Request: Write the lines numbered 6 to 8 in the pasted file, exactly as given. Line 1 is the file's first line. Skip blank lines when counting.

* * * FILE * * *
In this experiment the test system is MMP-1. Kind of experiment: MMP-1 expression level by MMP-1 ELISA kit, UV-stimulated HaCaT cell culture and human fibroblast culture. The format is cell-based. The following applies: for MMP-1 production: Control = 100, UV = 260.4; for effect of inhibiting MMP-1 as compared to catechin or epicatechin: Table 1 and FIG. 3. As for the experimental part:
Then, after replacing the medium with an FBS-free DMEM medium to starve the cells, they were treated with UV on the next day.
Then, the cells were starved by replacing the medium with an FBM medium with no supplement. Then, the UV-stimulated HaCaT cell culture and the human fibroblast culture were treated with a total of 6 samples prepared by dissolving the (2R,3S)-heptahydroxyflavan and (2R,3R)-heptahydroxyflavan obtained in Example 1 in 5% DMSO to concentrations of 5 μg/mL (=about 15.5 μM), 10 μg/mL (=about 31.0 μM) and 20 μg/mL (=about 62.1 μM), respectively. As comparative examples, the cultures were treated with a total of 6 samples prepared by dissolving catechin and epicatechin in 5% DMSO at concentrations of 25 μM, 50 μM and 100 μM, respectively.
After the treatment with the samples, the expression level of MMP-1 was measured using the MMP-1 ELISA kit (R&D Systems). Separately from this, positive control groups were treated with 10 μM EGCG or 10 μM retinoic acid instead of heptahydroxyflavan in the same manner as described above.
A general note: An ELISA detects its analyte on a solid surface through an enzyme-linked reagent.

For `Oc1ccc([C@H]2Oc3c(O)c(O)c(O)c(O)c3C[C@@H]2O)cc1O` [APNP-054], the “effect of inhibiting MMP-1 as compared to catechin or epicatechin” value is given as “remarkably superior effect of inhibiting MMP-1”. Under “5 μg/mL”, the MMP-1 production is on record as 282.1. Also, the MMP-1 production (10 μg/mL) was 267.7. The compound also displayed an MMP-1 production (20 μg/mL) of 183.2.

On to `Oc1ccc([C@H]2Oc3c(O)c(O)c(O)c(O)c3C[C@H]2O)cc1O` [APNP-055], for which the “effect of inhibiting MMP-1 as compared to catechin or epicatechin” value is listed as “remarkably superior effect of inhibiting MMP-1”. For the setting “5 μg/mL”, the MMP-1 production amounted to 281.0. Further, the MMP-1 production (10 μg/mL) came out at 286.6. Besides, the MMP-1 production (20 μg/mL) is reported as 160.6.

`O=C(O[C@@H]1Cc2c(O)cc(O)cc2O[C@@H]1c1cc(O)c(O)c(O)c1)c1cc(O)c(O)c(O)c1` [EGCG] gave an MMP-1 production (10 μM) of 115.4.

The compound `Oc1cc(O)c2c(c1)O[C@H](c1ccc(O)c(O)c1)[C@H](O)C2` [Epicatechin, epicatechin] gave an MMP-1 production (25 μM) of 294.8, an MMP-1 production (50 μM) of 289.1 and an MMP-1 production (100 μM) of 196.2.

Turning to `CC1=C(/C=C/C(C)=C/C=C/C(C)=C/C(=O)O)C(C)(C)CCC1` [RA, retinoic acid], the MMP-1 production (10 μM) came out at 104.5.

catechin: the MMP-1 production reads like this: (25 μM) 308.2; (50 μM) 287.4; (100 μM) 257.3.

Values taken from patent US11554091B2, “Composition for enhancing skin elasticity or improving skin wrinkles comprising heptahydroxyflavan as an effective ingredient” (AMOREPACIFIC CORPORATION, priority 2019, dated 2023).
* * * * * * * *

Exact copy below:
For `Oc1ccc([C@H]2Oc3c(O)c(O)c(O)c(O)c3C[C@@H]2O)cc1O` [APNP-054], the “effect of inhibiting MMP-1 as compared to catechin or epicatechin” value is given as “remarkably superior effect of inhibiting MMP-1”. Under “5 μg/mL”, the MMP-1 production is on record as 282.1. Also, the MMP-1 production (10 μg/mL) was 267.7. The compound also displayed an MMP-1 production (20 μg/mL) of 183.2.

On to `Oc1ccc([C@H]2Oc3c(O)c(O)c(O)c(O)c3C[C@H]2O)cc1O` [APNP-055], for which the “effect of inhibiting MMP-1 as compared to catechin or epicatechin” value is listed as “remarkably superior effect of inhibiting MMP-1”. For the setting “5 μg/mL”, the MMP-1 production amounted to 281.0. Further, the MMP-1 production (10 μg/mL) came out at 286.6. Besides, the MMP-1 production (20 μg/mL) is reported as 160.6.

`O=C(O[C@@H]1Cc2c(O)cc(O)cc2O[C@@H]1c1cc(O)c(O)c(O)c1)c1cc(O)c(O)c(O)c1` [EGCG] gave an MMP-1 production (10 μM) of 115.4.